Cast your ballot at the box office

by rania
June 10, 2008 5:57 AM
1 Comment
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It's as if every ticket sold is a vote cast for fair representation in Hollywood.

"Sex and the City," now an international hit, is the latest to galvanize an underrepresented constituency, (as the female population sadly is).

"The Passion of the Christ" and "Brokeback Mountain" come to mind as previous campaigns-at-the-movie-theater, for Christian and gay electorates. Did those films permanently alter the moviemaking landscape?

And is it inevitable that the Hollywood status quo will steal this election?

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More: Women

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1 Comment

  • gabe | June 10, 2008 11:28 AMReply

    I'd hardly hail SEX AND THE CITY as evidence of a feminist uprising in Hollywood.



    In what way does a film written and directed by a man empower women? (Wouldn't a successful run for Kimberly Pierce's STOP-LOSS, or Nanette Burstein's AMERICAN TEEN, Ellen Kuras' THE BETRAYAL: Nerakhoonor, or Helen Hunt's THEN SHE FOUND ME represent real progress?) How exactly does the fashion-conscious, materialistic world of upper-class New York women qualify as a galvanizing moment? And why is anyone surprised that girls and women go to the movies? (Didn't the box office gross of Titanic over a decade ago put this notion to rest? Is ANYONE paying attention to the career of Tyler Perry?)



    Much as I hate the term, isn't the prevalence of (so-called) "chick flicks" evidence that Hollywood regularly manufactures films for female audiences?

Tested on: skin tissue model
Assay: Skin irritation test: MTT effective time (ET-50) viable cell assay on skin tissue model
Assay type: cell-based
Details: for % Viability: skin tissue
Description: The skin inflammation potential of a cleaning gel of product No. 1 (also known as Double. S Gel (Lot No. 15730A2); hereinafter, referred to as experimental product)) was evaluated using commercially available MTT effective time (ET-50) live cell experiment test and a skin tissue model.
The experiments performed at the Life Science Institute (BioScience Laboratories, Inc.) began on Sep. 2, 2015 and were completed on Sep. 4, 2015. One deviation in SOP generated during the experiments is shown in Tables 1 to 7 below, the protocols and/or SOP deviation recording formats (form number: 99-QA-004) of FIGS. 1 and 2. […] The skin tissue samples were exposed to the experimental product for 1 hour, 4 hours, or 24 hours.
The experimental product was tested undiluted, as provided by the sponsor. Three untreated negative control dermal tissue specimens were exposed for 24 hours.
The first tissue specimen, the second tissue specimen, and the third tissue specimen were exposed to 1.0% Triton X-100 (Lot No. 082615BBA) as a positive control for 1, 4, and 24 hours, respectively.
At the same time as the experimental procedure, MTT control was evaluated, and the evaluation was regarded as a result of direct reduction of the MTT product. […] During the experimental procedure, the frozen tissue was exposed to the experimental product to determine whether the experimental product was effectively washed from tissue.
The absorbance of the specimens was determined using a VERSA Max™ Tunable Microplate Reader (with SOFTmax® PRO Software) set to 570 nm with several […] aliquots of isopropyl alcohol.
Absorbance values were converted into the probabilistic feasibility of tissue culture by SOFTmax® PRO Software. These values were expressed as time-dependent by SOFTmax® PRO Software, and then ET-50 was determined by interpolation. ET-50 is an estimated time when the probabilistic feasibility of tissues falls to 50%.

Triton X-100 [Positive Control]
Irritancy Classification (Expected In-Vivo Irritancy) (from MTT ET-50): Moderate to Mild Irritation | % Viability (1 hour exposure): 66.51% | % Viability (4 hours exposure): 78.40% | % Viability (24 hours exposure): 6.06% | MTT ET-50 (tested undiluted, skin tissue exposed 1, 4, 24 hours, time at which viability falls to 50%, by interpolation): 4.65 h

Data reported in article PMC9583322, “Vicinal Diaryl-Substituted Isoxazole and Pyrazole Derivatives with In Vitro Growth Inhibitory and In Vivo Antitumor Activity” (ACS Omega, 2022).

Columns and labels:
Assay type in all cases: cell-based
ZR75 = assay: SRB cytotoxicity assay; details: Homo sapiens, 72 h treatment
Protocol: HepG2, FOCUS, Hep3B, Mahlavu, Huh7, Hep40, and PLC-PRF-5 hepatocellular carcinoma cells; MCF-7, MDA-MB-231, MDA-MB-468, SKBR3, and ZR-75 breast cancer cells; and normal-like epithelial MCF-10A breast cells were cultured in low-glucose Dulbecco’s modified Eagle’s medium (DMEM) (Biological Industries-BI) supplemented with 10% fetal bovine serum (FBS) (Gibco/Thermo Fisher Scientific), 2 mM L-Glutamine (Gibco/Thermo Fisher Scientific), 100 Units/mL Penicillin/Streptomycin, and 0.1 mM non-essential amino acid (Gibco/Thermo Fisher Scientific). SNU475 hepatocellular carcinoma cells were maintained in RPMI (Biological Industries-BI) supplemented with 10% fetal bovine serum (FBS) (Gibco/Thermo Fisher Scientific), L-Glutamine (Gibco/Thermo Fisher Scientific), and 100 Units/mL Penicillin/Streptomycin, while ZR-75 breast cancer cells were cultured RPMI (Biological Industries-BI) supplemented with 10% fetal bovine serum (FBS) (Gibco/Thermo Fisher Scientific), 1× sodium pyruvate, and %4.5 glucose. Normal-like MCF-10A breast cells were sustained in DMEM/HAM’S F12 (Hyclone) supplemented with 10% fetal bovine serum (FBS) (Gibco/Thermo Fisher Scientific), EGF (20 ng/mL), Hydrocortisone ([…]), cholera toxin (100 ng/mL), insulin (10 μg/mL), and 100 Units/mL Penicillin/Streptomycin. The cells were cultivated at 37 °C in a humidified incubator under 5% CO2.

How SEX AND THE CITY differs from MADE OF HONOR, DEFINITELY, MAYBE, MISS PETTIGREW LIVES FOR A DAY, or any contemporary formula romance remains to be seen. Is SEX AND THE CITY anything more than DEVIL WEARS PRADA redux?



    Little has changed since this Salon story first appeared in 2002:

    http://dir.salon.com/story/ent/movies/feature/2002/08/27/women_directors/



    What IS worthy of note is that SEX AND THE CITY originally found its audience on television. It is here where adults looking to see stories about mature women can find a host of interesting, complex female charcters: from MEDIUM to SAVING GRACE, from THE CLOSER to WEEDS to DIRT, from THE L-WORD to DESPERATE HOUSEWIVES, from THE NEW ADVENTURES OF OLD CHRISTINE to MY BOYS to 30 ROCK to EVERYBODY HATES CHRIS, television is populated with strong and fully developed female characters. Even more noteworthy: the presence of women writers, and directors like Nicole Holofcener, Rose Troche, Kathy Bates, Agnieszka Holland, Christine Moore, Angela Robinson, Ilene Chaiken, Lynne Stopkewich, Tricia Brock etc.